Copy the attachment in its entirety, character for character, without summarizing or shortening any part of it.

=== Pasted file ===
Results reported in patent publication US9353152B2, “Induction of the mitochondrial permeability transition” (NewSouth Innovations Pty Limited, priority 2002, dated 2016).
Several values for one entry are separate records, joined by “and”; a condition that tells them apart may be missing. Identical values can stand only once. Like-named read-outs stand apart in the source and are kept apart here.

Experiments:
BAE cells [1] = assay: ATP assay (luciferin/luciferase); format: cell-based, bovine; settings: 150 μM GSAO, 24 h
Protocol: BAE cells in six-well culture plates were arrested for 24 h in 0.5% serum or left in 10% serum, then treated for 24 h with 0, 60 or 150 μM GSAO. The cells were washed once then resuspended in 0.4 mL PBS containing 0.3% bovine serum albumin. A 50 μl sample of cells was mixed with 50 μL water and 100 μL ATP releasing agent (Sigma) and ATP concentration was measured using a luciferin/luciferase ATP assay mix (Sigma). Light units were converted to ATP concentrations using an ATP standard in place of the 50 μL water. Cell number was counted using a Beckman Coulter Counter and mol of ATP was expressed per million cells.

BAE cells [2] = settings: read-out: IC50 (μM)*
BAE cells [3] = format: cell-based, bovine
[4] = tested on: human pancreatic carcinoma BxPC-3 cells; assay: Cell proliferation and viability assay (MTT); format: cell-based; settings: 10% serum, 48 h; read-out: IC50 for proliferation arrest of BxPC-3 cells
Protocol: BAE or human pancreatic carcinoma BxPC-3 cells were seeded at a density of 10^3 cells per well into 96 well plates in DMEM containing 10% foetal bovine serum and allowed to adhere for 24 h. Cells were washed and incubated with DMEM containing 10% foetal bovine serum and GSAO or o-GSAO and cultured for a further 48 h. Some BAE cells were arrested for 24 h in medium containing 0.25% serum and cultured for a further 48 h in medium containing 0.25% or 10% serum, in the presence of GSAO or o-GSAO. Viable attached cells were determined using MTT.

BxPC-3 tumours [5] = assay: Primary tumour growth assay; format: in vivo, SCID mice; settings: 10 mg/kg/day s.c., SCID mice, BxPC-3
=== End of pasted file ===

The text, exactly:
Results reported in patent publication US9353152B2, “Induction of the mitochondrial permeability transition” (NewSouth Innovations Pty Limited, priority 2002, dated 2016).
Several values for one entry are separate records, joined by “and”; a condition that tells them apart may be missing. Identical values can stand only once. Like-named read-outs stand apart in the source and are kept apart here.

Experiments:
BAE cells [1] = assay: ATP assay (luciferin/luciferase); format: cell-based, bovine; settings: 150 μM GSAO, 24 h
Protocol: BAE cells in six-well culture plates were arrested for 24 h in 0.5% serum or left in 10% serum, then treated for 24 h with 0, 60 or 150 μM GSAO. The cells were washed once then resuspended in 0.4 mL PBS containing 0.3% bovine serum albumin. A 50 μl sample of cells was mixed with 50 μL water and 100 μL ATP releasing agent (Sigma) and ATP concentration was measured using a luciferin/luciferase ATP assay mix (Sigma). Light units were converted to ATP concentrations using an ATP standard in place of the 50 μL water. Cell number was counted using a Beckman Coulter Counter and mol of ATP was expressed per million cells.

BAE cells [2] = settings: read-out: IC50 (μM)*
BAE cells [3] = format: cell-based, bovine
[4] = tested on: human pancreatic carcinoma BxPC-3 cells; assay: Cell proliferation and viability assay (MTT); format: cell-based; settings: 10% serum, 48 h; read-out: IC50 for proliferation arrest of BxPC-3 cells
Protocol: BAE or human pancreatic carcinoma BxPC-3 cells were seeded at a density of 10^3 cells per well into 96 well plates in DMEM containing 10% foetal bovine serum and allowed to adhere for 24 h. Cells were washed and incubated with DMEM containing 10% foetal bovine serum and GSAO or o-GSAO and cultured for a further 48 h. Some BAE cells were arrested for 24 h in medium containing 0.25% serum and cultured for a further 48 h in medium containing 0.25% or 10% serum, in the presence of GSAO or o-GSAO. Viable attached cells were determined using MTT.

BxPC-3 tumours [5] = assay: Primary tumour growth assay; format: in vivo, SCID mice; settings: 10 mg/kg/day s.c., SCID mice, BxPC-3